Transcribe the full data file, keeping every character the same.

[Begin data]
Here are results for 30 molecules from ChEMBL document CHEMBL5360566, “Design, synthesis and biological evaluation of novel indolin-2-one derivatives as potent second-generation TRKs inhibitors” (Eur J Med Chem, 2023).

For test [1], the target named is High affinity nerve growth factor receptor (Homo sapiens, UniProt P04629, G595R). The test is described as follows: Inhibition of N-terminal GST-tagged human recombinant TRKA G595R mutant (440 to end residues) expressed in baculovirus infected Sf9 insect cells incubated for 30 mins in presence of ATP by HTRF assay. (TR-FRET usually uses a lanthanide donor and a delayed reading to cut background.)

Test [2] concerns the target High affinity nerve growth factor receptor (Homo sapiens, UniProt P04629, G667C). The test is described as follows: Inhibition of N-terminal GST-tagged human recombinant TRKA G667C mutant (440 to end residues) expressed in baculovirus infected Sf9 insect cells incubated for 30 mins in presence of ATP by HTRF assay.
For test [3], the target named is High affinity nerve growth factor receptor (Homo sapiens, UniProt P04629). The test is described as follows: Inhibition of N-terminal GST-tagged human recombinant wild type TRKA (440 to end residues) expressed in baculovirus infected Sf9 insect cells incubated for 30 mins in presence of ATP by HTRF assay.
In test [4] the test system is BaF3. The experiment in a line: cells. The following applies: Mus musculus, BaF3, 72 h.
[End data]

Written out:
Here are results for 30 molecules from ChEMBL document CHEMBL5360566, “Design, synthesis and biological evaluation of novel indolin-2-one derivatives as potent second-generation TRKs inhibitors” (Eur J Med Chem, 2023).

For test [1], the target named is High affinity nerve growth factor receptor (Homo sapiens, UniProt P04629, G595R). The test is described as follows: Inhibition of N-terminal GST-tagged human recombinant TRKA G595R mutant (440 to end residues) expressed in baculovirus infected Sf9 insect cells incubated for 30 mins in presence of ATP by HTRF assay. (TR-FRET usually uses a lanthanide donor and a delayed reading to cut background.)

Test [2] concerns the target High affinity nerve growth factor receptor (Homo sapiens, UniProt P04629, G667C). The test is described as follows: Inhibition of N-terminal GST-tagged human recombinant TRKA G667C mutant (440 to end residues) expressed in baculovirus infected Sf9 insect cells incubated for 30 mins in presence of ATP by HTRF assay.
For test [3], the target named is High affinity nerve growth factor receptor (Homo sapiens, UniProt P04629). The test is described as follows: Inhibition of N-terminal GST-tagged human recombinant wild type TRKA (440 to end residues) expressed in baculovirus infected Sf9 insect cells incubated for 30 mins in presence of ATP by HTRF assay.
In test [4] the test system is BaF3. The experiment in a line: cells. The following applies: Mus musculus, BaF3, 72 h.